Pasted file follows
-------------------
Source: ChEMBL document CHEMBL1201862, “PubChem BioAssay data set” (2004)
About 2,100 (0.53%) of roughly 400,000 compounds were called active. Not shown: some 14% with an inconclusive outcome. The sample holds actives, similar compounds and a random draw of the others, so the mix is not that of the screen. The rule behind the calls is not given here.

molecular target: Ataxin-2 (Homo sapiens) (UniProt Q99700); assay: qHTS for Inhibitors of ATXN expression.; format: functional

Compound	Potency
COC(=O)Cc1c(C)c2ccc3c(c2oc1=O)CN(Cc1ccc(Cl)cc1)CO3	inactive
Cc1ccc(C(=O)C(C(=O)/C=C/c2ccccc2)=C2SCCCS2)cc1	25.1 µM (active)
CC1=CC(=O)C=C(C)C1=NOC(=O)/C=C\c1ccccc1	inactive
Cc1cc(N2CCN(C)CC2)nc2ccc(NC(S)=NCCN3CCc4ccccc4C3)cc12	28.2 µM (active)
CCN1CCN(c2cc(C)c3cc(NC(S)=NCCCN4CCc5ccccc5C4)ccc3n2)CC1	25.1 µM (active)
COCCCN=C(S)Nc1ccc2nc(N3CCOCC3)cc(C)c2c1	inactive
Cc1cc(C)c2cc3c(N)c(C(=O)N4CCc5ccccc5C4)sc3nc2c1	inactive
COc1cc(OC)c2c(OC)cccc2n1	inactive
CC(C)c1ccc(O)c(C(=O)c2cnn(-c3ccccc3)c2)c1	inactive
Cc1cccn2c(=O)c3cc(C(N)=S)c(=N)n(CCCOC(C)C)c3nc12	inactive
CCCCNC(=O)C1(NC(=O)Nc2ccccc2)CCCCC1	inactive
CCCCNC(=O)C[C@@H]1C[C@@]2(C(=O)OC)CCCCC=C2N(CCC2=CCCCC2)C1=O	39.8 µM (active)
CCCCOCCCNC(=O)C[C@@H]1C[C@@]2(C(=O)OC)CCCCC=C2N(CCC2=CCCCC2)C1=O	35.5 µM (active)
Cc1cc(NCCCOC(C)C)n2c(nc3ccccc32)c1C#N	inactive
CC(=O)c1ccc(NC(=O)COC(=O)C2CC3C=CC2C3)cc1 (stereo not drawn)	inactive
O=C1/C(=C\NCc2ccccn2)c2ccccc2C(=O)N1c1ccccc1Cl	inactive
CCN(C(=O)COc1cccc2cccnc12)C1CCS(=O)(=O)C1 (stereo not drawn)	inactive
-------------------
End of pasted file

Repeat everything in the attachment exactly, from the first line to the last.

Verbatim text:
Source: ChEMBL document CHEMBL1201862, “PubChem BioAssay data set” (2004)
About 2,100 (0.53%) of roughly 400,000 compounds were called active. Not shown: some 14% with an inconclusive outcome. The sample holds actives, similar compounds and a random draw of the others, so the mix is not that of the screen. The rule behind the calls is not given here.

molecular target: Ataxin-2 (Homo sapiens) (UniProt Q99700); assay: qHTS for Inhibitors of ATXN expression.; format: functional

Compound	Potency
COC(=O)Cc1c(C)c2ccc3c(c2oc1=O)CN(Cc1ccc(Cl)cc1)CO3	inactive
Cc1ccc(C(=O)C(C(=O)/C=C/c2ccccc2)=C2SCCCS2)cc1	25.1 µM (active)
CC1=CC(=O)C=C(C)C1=NOC(=O)/C=C\c1ccccc1	inactive
Cc1cc(N2CCN(C)CC2)nc2ccc(NC(S)=NCCN3CCc4ccccc4C3)cc12	28.2 µM (active)
CCN1CCN(c2cc(C)c3cc(NC(S)=NCCCN4CCc5ccccc5C4)ccc3n2)CC1	25.1 µM (active)
COCCCN=C(S)Nc1ccc2nc(N3CCOCC3)cc(C)c2c1	inactive
Cc1cc(C)c2cc3c(N)c(C(=O)N4CCc5ccccc5C4)sc3nc2c1	inactive
COc1cc(OC)c2c(OC)cccc2n1	inactive
CC(C)c1ccc(O)c(C(=O)c2cnn(-c3ccccc3)c2)c1	inactive
Cc1cccn2c(=O)c3cc(C(N)=S)c(=N)n(CCCOC(C)C)c3nc12	inactive
CCCCNC(=O)C1(NC(=O)Nc2ccccc2)CCCCC1	inactive
CCCCNC(=O)C[C@@H]1C[C@@]2(C(=O)OC)CCCCC=C2N(CCC2=CCCCC2)C1=O	39.8 µM (active)
CCCCOCCCNC(=O)C[C@@H]1C[C@@]2(C(=O)OC)CCCCC=C2N(CCC2=CCCCC2)C1=O	35.5 µM (active)
Cc1cc(NCCCOC(C)C)n2c(nc3ccccc32)c1C#N	inactive
CC(=O)c1ccc(NC(=O)COC(=O)C2CC3C=CC2C3)cc1 (stereo not drawn)	inactive
O=C1/C(=C\NCc2ccccn2)c2ccccc2C(=O)N1c1ccccc1Cl	inactive
CCN(C(=O)COc1cccc2cccnc12)C1CCS(=O)(=O)C1 (stereo not drawn)	inactive